promote the nation’s multicultural heritage and its heritage as a home
of the Aztec and Mayan empires. The nation of 118 million people
includes 15.7 million who consider themselves indigenous. Moreover, an
estimated 450,000 Afro-Mexicans live mostly along the coasts.
amended Mexico’s constitution in 2001 to bar all forms of
discrimination and set up the National Council to Prevent
Discrimination. Twenty-two of Mexico’s 32 states (including the federal
district) now have anti-discrimination laws on the books. The nation has
signed more than two dozen international treaties and conventions
banning unfair treatment.
But the distance between legalities and
practice is substantial, said Mario Arriagada Cuadriello, a doctoral
candidate in comparative politics at the London School of Economics. He
is an editor at Nexos, a leading cultural and political magazine.
Arriagada published an article in this month’s issue about widespread
discrimination in Mexico, he received a flurry of responses.
wrote to say that if you are light-skinned, you get better treatment in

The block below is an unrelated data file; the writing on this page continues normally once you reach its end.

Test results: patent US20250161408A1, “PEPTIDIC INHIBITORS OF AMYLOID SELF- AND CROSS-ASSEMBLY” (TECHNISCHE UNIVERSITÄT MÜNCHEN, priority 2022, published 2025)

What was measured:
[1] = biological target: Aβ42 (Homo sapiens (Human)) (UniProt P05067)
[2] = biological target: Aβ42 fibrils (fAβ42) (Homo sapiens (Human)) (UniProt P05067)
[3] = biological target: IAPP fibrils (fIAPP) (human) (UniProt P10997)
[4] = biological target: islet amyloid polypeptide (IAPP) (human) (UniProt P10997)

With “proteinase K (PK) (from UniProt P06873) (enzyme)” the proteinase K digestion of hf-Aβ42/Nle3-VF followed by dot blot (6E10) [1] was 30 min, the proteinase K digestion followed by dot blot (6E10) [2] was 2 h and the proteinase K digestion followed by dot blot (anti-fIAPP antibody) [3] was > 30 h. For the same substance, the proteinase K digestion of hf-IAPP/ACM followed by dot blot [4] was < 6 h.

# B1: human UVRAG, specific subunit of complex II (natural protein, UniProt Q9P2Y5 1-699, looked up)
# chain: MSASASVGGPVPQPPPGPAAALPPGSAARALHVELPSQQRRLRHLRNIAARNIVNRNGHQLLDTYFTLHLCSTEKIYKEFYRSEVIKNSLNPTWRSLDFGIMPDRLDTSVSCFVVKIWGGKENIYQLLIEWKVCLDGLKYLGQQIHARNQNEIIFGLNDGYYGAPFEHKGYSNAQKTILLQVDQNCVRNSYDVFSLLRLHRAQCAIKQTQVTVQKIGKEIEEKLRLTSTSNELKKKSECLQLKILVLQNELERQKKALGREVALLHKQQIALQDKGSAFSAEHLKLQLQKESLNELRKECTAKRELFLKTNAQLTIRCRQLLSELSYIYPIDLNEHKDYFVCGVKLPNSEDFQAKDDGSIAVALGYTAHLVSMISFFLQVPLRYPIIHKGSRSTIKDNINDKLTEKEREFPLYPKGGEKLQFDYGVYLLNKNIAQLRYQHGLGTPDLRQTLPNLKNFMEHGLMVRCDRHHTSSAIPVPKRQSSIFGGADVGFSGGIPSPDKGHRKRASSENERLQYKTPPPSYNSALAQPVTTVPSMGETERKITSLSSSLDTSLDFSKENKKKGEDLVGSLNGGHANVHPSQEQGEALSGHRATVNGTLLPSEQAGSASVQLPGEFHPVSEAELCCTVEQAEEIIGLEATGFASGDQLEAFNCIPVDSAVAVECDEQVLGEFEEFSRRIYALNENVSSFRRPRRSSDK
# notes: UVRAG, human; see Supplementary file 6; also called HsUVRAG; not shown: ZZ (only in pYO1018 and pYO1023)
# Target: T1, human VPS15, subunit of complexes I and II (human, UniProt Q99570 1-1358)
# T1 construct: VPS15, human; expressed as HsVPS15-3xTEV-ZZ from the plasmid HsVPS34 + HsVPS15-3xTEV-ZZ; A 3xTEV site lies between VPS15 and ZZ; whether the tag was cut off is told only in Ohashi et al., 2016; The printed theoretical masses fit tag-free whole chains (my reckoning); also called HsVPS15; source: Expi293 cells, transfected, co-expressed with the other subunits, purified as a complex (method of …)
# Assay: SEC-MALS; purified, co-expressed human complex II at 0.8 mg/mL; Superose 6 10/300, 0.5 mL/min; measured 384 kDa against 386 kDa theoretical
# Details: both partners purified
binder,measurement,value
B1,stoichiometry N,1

restaurants,” he said. One person told him that in an exclusive area of
the capital, residents ask that their dark-skinned domestic servants
not walk in the common gardens “because it is anti-aesthetic and makes
the areas ugly.”
One of Mexico’s most prominent intellectuals from
the early 20th century, Jose Vasconcelos, held up the mestizo, or
person of mixed Indian and European blood, as part of a superior “cosmic
race” with greater spiritual values.
Following the Mexican
Revolution that began in 1910, the government embraced the mestizo as an
ideal. Images of dark-skinned Mexicans appeared on items such as
lottery tickets. By midcentury, in an apparent effort to win over the
upper class, the then-ruling Institutional Revolutionary Party adopted